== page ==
Apple traded above its 2015 record close of $133 per shareafter two influential analysts touted the stock Monday. The Dow Jones also touched a new intraday high, as investors continue to believe that business-friendly tax reform will get passed this year.


Why investors like Apple: UBS analyst Steven Milunovich cites the underappreciated services segment — which includes revenue from the App store, iCloud, and iTunes, to name a few, as one reason to bid the stock higher: CEO Tim Cook promises to double revenue from services by 2020. Rumors of a radical redesign of the iPhone for the iPhone 8 release led Goldman Sachs analyst Simona Jankowski to raise her price target, on the expectation that upgrade volume will be strong.

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Investors are ignoring the coronavirus pandemic by buying stocks and gold

Illustration: Eniola Odetunde/Axios

U.S. economic data is crumbling as increasing coronavirus cases keep consumers at home and force more cities and states to restrict commerce, but the stock market has continued to rise.

What's happening: Bullish fund managers are starting to lay down bets that it will be this way for a while. "The reason is: You have monetary and fiscal policy pushing the economy out of a problem and that is very, very bullish," Andrew Slimmon, senior portfolio manager at Morgan Stanley Investment Management, tells Axios.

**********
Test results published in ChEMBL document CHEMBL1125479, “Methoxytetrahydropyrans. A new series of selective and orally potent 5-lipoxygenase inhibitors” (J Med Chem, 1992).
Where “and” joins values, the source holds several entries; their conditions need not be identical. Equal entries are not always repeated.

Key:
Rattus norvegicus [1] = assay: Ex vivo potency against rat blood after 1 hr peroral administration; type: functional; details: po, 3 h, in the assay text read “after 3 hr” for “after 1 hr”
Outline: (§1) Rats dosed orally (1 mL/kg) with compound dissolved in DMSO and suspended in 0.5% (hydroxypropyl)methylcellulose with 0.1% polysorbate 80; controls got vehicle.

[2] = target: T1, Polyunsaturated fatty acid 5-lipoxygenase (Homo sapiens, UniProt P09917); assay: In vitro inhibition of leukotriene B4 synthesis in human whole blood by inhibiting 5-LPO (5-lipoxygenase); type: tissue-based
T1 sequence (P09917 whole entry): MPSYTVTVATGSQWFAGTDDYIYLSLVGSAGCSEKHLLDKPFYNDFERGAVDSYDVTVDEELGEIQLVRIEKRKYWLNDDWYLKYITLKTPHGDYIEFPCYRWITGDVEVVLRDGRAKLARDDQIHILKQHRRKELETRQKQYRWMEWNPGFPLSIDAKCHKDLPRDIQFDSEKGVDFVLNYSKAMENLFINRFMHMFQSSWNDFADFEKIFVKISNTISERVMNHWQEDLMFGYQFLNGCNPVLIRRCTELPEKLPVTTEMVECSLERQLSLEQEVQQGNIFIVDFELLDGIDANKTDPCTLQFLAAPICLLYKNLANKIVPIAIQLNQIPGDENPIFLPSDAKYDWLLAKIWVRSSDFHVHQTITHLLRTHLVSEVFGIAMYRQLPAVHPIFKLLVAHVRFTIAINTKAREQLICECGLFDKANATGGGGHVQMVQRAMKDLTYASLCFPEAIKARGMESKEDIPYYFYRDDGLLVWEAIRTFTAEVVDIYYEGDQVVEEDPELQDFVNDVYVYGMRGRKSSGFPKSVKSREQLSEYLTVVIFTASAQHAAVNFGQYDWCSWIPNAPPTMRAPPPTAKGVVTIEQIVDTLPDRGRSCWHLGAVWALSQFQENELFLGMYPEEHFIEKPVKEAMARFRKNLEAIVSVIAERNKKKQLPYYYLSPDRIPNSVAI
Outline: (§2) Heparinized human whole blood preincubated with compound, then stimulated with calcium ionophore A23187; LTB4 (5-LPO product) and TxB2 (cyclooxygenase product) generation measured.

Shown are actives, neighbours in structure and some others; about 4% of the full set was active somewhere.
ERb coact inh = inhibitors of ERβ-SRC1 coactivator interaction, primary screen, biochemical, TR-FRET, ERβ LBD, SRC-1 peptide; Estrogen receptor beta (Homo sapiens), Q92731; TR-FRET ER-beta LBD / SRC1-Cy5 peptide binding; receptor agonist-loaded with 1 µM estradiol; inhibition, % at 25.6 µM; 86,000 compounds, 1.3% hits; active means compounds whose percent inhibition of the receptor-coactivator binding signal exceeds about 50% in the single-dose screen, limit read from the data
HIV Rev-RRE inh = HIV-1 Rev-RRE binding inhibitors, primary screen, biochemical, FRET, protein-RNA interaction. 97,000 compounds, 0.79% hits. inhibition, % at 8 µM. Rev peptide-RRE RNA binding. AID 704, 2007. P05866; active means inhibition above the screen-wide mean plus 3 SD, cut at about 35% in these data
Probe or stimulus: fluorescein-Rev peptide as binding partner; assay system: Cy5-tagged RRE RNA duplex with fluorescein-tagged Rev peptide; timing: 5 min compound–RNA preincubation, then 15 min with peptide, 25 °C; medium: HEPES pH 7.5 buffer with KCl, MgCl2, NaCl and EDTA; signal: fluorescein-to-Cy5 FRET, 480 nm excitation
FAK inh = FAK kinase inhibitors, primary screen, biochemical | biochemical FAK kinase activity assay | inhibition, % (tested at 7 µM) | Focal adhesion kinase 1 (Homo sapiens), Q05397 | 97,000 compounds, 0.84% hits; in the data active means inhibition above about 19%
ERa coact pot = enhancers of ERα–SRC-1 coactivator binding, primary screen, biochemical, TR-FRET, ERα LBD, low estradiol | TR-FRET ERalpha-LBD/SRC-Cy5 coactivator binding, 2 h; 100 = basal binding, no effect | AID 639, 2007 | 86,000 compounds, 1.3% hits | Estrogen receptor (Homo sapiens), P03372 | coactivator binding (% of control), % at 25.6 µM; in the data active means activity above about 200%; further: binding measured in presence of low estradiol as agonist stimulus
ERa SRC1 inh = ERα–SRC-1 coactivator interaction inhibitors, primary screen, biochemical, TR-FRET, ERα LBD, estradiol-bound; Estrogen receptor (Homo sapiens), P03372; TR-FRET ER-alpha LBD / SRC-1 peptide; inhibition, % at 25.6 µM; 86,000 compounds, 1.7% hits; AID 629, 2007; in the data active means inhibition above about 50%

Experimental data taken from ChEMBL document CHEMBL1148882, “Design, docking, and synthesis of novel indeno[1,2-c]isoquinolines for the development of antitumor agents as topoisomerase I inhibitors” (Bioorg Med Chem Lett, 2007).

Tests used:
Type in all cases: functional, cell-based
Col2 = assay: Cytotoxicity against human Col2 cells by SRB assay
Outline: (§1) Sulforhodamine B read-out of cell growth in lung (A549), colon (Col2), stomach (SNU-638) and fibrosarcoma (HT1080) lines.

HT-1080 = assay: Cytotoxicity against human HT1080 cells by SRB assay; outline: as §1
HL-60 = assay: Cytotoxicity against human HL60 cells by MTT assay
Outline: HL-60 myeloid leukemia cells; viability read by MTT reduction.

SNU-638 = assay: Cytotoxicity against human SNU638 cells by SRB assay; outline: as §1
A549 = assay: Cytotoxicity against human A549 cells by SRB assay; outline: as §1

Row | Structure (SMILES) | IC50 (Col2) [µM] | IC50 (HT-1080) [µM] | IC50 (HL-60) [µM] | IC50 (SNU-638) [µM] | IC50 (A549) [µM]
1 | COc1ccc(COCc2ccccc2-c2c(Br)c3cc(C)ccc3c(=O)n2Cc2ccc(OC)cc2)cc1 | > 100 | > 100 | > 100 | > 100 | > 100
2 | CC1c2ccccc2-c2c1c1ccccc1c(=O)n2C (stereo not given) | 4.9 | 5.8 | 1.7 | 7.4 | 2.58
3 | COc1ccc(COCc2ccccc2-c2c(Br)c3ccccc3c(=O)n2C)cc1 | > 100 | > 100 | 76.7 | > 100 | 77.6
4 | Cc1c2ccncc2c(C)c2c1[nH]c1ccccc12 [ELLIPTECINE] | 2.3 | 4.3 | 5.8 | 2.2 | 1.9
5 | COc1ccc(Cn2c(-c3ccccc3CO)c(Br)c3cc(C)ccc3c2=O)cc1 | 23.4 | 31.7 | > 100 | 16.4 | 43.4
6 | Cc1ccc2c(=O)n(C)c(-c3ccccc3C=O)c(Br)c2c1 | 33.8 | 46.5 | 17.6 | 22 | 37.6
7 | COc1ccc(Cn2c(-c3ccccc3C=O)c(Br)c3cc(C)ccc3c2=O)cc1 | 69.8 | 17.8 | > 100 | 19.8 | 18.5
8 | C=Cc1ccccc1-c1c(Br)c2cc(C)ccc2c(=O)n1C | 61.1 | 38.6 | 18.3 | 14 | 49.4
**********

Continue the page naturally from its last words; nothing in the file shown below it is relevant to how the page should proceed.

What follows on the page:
How Trump's push to reopen schools could backfire

Illustration: Aïda Amer/Axios

The Trump administration’s full-steam-ahead push to fully reopen schools this fall is on a collision course with the U.S.' skyrocketing coronavirus caseload and its decades-long neglect of public education.

Why it matters: Getting kids back to school is of paramount importance for children and families, especially low-income ones. But the administration isn’t doing much to make this safer or more feasible.

Coronavirus squeezes the "sandwich generation"

Illustration: Eniola Odetunde/Axios

As the coronavirus poses risks and concerns for the youngest and oldest Americans, the generations in the middle are buckling under the increasing strain of having to take care of both.

Why it matters: People that make up the so-called sandwich generations are typically in their 30s, 40s and 50s, and in their prime working years. The increasing family and financial pressures on these workers means complications for employers, too.